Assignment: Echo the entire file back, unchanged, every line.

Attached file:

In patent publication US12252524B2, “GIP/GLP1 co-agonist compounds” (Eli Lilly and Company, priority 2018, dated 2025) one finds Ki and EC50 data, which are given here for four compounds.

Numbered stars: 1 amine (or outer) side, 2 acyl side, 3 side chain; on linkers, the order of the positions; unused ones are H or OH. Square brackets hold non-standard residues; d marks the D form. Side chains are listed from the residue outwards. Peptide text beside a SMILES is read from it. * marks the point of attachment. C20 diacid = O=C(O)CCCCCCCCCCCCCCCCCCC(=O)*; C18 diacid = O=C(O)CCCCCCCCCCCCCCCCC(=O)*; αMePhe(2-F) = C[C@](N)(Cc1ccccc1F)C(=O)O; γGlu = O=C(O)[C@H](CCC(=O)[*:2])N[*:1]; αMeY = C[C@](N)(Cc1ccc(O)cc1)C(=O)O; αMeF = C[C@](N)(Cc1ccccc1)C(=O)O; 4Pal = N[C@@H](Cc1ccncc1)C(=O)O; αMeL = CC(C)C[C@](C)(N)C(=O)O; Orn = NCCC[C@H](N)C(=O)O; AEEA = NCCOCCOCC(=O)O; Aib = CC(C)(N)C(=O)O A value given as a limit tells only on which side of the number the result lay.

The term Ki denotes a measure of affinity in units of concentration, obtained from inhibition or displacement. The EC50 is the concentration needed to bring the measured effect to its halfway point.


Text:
In patent publication US12252524B2, “GIP/GLP1 co-agonist compounds” (Eli Lilly and Company, priority 2018, dated 2025) one finds Ki and EC50 data, which are given here for four compounds.

Numbered stars: 1 amine (or outer) side, 2 acyl side, 3 side chain; on linkers, the order of the positions; unused ones are H or OH. Square brackets hold non-standard residues; d marks the D form. Side chains are listed from the residue outwards. Peptide text beside a SMILES is read from it. * marks the point of attachment. C20 diacid = O=C(O)CCCCCCCCCCCCCCCCCCC(=O)*; C18 diacid = O=C(O)CCCCCCCCCCCCCCCCC(=O)*; αMePhe(2-F) = C[C@](N)(Cc1ccccc1F)C(=O)O; γGlu = O=C(O)[C@H](CCC(=O)[*:2])N[*:1]; αMeY = C[C@](N)(Cc1ccc(O)cc1)C(=O)O; αMeF = C[C@](N)(Cc1ccccc1)C(=O)O; 4Pal = N[C@@H](Cc1ccncc1)C(=O)O; αMeL = CC(C)C[C@](C)(N)C(=O)O; Orn = NCCC[C@H](N)C(=O)O; AEEA = NCCOCCOCC(=O)O; Aib = CC(C)(N)C(=O)O A value given as a limit tells only on which side of the number the result lay.

The term Ki denotes a measure of affinity in units of concentration, obtained from inhibition or displacement. The EC50 is the concentration needed to bring the measured effect to its halfway point.